Q Christian children are not immune to many big issues – what do you say to parents whose children, despite being brought up in Christian homes, and having been part of good churches, nevertheless smoke cannabis, get arrested for doing graffiti, sleep with their girlfriends? How much should parents make their disapproval known? And how?

A It is important for parents to remember that children are responsible agents. They make choices and sometimes, despite all the advice and training, they make poor ones. Parents should not be afraid to make their disapproval clear, but that will probably not be necessary. Their children will already know what their parents think and it will not help to be bad-tempered or to nag. Having made their point of view on the behaviour clear, parents should work at keeping the communication door open.

Parents should try to be unchanging and unflinching in their love, like God, while not in the slightest compromising their standards. This might mean watching your teenager get into trouble of her own making and not protecting her from it. But you still don’t give up on her. Remember the story Jesus told about the lost son (Luke 15).

Q There seems to be a strong anti-learning culture that exists amongst boys. What can parents do to combat this?

A My own sons met this and our eldest son in particular was susceptible to it. But most teachers will tell you that home culture beats school culture every time. Our saying at home was “Pay attention to your teacher and learn all you can” (Proverbs 23:12 paraphrased) and we were always positive about school and learning.

I read stories to my children for many years after they were able to read for themselves; it was a daily pleasure which they recognised and imitated, so this countered the anti-learning thing. When they were lazy and neglected homework, I never nagged them or covered for them (it was their responsibility!) but let them learn that it is no fun to fail when you know you could have done better.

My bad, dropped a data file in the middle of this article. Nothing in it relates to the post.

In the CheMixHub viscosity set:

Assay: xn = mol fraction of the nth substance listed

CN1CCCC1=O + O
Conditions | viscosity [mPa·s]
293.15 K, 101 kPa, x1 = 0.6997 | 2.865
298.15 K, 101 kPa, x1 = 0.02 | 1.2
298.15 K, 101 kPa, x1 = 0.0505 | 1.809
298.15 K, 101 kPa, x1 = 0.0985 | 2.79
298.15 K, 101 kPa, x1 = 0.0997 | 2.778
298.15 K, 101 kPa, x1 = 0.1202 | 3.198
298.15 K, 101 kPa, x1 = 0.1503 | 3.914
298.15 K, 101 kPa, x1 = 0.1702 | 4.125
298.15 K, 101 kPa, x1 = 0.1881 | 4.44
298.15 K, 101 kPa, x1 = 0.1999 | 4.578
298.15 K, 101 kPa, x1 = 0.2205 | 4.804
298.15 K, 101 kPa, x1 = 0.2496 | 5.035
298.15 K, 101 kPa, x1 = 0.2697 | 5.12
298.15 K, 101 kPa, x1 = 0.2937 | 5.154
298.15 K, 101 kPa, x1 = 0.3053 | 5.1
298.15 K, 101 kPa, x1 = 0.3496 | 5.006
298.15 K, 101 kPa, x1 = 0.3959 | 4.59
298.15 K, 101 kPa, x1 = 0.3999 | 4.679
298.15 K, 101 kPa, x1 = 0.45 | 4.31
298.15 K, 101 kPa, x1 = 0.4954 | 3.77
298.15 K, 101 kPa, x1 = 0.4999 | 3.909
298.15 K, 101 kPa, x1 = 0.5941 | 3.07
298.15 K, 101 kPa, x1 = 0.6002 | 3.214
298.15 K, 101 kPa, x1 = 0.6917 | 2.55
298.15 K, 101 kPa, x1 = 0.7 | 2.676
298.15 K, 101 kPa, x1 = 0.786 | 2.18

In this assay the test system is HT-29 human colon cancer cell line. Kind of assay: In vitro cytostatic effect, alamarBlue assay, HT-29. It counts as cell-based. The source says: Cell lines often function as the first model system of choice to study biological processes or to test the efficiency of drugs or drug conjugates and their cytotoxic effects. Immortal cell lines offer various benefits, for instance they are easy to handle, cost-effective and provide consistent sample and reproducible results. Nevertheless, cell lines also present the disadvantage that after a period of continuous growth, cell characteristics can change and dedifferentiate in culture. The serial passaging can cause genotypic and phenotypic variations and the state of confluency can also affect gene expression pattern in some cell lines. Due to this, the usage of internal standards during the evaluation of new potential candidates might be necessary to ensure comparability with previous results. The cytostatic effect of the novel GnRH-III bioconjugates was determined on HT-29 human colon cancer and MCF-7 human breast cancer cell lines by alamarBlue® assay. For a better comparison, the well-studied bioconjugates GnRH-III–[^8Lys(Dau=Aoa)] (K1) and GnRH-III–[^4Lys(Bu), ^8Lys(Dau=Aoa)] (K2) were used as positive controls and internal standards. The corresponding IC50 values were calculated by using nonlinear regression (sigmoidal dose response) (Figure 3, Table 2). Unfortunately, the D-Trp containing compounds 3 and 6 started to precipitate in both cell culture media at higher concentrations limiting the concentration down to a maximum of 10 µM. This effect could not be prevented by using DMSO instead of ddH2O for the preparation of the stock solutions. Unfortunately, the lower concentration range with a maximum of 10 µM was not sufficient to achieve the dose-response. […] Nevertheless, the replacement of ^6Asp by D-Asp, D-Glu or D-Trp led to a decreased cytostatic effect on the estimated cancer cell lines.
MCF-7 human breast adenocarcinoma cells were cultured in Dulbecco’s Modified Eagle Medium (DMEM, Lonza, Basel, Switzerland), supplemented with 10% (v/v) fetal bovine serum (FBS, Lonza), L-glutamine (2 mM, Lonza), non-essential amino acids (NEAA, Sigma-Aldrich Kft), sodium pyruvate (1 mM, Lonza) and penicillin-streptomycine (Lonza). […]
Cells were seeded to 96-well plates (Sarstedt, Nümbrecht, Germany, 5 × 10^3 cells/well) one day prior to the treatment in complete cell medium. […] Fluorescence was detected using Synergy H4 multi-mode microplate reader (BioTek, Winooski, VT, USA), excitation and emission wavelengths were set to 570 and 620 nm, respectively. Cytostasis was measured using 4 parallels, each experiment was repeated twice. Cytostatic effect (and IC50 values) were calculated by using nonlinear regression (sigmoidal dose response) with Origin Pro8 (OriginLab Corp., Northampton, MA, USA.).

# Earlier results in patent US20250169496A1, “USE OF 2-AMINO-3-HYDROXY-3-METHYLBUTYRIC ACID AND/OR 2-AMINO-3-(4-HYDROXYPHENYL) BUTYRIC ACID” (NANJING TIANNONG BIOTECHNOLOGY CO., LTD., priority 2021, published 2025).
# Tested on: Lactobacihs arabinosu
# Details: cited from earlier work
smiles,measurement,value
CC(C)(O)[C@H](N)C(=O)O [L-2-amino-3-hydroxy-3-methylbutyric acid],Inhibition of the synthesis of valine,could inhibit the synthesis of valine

Q Do you think the church offers parents enough support, or it is often the case that the emphasis is on the outward and parents feel their children have to conform and they cannot be honest about their struggles?

A Most churches I see are terrifically pro-family and child-friendly. However, it is true that parents are very sensitive about their children and fear the censure of other parents. That may make them less inclined to be honest about the struggles they face at home. We need to keep preaching the Gospel to ourselves and to remember that it is a Gospel of grace. Then we might stop pretending to be perfect.

Q When our children are born, they are entirely dependent on us. At 18, technically, they should be entirely independent – if they so wish. How do we get them from one stage to the other in a measured and thought-through way?